Previously, SMS revenues have contributed exponential returns to the mobile operators based on the cost of transmitted data with respect to overall mobile data revenue. With revenue from a simple SMS often at more than thousands of dollars a megabyte for just 160 characters, users often chose to send an SMS that is usually under $0.30 as opposed to the minimum cost of a call, often costing more than a $1.00.
But with many capped value plans using prepaid and/or postpaid, these include texts and voice in the cap and this freedom to communicate is also encouraging users to continue to use this type of messaging. However these free on-net or unlimited SMS availability have seen revenues from this market sector to the mobile operators peak in 2011. But SMSs can also provide instant user attention as opposed to an email or voicemail message that may be unread for a number of hours or days.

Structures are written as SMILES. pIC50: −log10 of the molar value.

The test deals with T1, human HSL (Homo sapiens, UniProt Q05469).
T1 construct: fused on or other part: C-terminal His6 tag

Into 2013 with many phone plans now excluding free data use of social networking sites, the percentage of SMS revenues may trend up again. While paid data usage ARPU may also increase as users continue the previous trends in usage. But BuddeComm still believes that users will make use of the over-the-top services, such as iMessage and mobile email by using WiFi and the mobile data networks.
This report provides an overview of the mobile data SMS market in Australia, including SMS usage statistics, and analysis of key market trends.
For information on premium SMS, where messages are sent between content providers and subscribers, see separate report: Australia - Mobile Media - PSMS Portals and Apps.
Short Messaging Services (SMS), PSMS, MMS, regulations, iMessage, OTT services, increases in sexting causing concern, revenue
Companies covered in this report include:
Telstra, Optus, Vodafone, VHA, 3.